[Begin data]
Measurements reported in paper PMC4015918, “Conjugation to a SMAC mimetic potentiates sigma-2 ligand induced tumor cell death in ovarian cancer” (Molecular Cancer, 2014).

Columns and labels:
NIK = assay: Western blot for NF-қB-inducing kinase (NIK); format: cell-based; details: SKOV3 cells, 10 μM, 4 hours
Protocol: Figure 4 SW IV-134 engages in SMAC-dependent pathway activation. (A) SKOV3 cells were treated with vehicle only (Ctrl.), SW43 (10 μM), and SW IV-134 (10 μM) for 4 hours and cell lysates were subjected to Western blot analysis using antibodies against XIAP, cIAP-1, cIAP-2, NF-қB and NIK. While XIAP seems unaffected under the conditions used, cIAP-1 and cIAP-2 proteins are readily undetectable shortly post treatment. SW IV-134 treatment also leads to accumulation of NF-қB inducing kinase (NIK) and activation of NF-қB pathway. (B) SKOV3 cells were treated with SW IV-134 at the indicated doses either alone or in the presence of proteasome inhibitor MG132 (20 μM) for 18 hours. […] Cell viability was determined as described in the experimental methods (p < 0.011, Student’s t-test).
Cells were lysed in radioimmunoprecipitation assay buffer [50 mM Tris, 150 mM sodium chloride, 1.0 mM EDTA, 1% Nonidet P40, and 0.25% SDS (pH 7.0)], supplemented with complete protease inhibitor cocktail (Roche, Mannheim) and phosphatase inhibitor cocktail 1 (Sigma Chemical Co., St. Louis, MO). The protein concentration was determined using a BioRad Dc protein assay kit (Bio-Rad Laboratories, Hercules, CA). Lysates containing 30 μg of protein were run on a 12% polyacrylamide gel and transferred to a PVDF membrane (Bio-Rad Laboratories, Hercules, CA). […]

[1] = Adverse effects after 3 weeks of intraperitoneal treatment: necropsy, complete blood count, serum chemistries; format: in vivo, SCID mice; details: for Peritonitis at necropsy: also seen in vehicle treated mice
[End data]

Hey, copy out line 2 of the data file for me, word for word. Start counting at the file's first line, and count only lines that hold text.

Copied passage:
Columns and labels: